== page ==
This was a recipe found via Pinterest, there is loads of tasty stuff on that board, check it out. It’s pretty dense as it’s bound with oil and yoghurt plus it’s not cheap, what with the maple syrup, and I added the pecans, but it was delicious and took 15 mins to make before bunging it in the oven.

Perfect Lemon Bars

Poorly lit and photographed but delicious nonetheless

My parents came to visit this weekend, they were trying out my newly-decorated spare room with new bed (coming soon to Airbnb) and going to the tennis. In that order. So my mother casually mentioned that they would arrive for tea and ‘some delicious treats you’ve made’ on Friday afternoon. These were the hurriedly cobbled together result of that thinly veiled demand.

The lemon bars were a Pinterest find, visit Baking Bites for some beautiful images (and the recipe of course). Due to my sad lack of a decent camera my food styling leaves a lot to be desired, but forget what they look like, they taste amazing!

Lemon Lovlies

They are incredibly lemony, sharp and sweet, with a crispy base and lovely yellow gelatinous topping. Plus they are so easy to make; basic shortbread base, whisk up eggs with lemon and sugar, slap it on top and you’re done. Genius!

Unfortunately with only my parents to eat them I am left with about 12 squares to gorge myself on, how terrible for me.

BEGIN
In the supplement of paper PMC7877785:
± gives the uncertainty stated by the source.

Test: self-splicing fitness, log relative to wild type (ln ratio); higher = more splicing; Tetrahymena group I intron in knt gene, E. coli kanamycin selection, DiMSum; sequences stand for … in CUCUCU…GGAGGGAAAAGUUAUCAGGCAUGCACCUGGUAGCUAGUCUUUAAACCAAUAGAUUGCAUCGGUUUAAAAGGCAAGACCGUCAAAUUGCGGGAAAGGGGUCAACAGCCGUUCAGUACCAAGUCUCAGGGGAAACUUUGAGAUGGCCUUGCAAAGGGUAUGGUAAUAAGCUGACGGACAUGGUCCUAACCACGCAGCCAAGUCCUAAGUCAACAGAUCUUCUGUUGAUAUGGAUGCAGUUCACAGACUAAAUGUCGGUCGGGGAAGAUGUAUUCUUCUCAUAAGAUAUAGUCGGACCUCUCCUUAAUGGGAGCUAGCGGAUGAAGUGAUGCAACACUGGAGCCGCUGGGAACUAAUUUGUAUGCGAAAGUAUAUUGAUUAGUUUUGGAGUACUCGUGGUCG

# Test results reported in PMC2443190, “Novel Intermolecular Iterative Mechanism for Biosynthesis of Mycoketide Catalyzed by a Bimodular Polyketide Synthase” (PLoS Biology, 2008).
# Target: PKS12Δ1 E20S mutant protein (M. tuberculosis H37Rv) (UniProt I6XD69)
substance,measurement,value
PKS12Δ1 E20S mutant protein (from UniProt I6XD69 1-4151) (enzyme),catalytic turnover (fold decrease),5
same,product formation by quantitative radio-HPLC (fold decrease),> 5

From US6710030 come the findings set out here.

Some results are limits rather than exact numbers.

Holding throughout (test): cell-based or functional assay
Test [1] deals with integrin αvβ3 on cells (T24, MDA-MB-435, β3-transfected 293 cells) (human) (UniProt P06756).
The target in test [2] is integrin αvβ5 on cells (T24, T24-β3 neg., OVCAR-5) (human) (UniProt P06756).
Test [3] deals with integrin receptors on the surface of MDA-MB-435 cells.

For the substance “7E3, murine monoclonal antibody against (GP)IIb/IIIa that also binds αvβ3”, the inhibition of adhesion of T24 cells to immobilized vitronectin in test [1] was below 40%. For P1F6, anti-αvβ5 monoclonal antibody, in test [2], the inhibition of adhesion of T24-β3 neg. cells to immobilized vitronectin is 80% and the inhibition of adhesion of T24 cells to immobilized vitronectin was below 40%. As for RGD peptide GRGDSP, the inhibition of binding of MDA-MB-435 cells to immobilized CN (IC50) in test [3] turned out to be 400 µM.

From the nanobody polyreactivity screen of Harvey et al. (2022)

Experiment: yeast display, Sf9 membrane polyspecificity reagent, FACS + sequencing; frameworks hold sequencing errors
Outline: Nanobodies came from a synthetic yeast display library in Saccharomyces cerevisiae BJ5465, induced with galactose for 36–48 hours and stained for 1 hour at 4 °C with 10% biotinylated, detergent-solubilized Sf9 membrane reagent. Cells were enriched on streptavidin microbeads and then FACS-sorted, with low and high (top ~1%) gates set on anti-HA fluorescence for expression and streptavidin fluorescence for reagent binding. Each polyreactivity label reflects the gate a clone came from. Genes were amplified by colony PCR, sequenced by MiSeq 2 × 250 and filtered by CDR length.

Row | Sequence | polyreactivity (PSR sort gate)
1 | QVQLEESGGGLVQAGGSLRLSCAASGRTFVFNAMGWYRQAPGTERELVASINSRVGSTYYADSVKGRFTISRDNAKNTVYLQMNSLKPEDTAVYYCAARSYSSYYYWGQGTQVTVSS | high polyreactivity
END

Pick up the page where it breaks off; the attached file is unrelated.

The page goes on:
Posted in Eat

Mini Tea Cosy (or is it a Brownie hat?)

Tea cosy

As I now mostly work from home I decided I needed a mini teapot, my mum found me this delightfully lurid lime green number which redeems itself only on it’s excellent pouring mechanism.

In order to minimise it’s impact on my lovely new kitchen (and to keep my tea warmer or course!) I decided it needed a cosy. I couldn’t find a pattern for a mini tea cosy anywhere so I made this one up, download the pattern here.

I used some brown cheap british yarn which is too scratchy for clothing but very warm, so ideal for a cosy. However, it doesn’t really show the cable as well as I would like so I might have to make it again in grey which will look better and match the kitchen too.

Anyway, this does the job for now, I had forgotten how boring making pompoms is, this one reminds me of my Brownie hat. The uniform when I was Brownie age consisted of a shapeless brown dress, a brown leather belt with a pouch on it, a yellow crossover tie and a brown bobble hat. It looked like this:

Brownie Annual 1982

(This is back in the days when ugly people were still allowed to be in publications)

My mother decided the uniform bobble hat was ‘a rip off’ and that she would knit me one instead. I was the laughing stock of my pack, it was huge, really thick so my head looked too small and it had an enormous pompom the size of my fist which moulted brown wool everywhere we went. If I were a weaker child I would have been bullied for this, but I led the mockery of it so it was fine. For some reason my sister was not subjected to the homemade version and got a bloody normal one. She really IS the favourite child.

Actually this teacosy looks a LOT like it, I’m clearly still scarred by the experience.

Peanut Butter and Choc Chip Shortbread

Photo inspiration from Sue's blogShortbread is, without doubt, my favourite biscuit. Not only is it buttery, crumbly and delicious in its plain form, but you can whip up a batch in about 20 minutes, ideal for a late night bakery craving.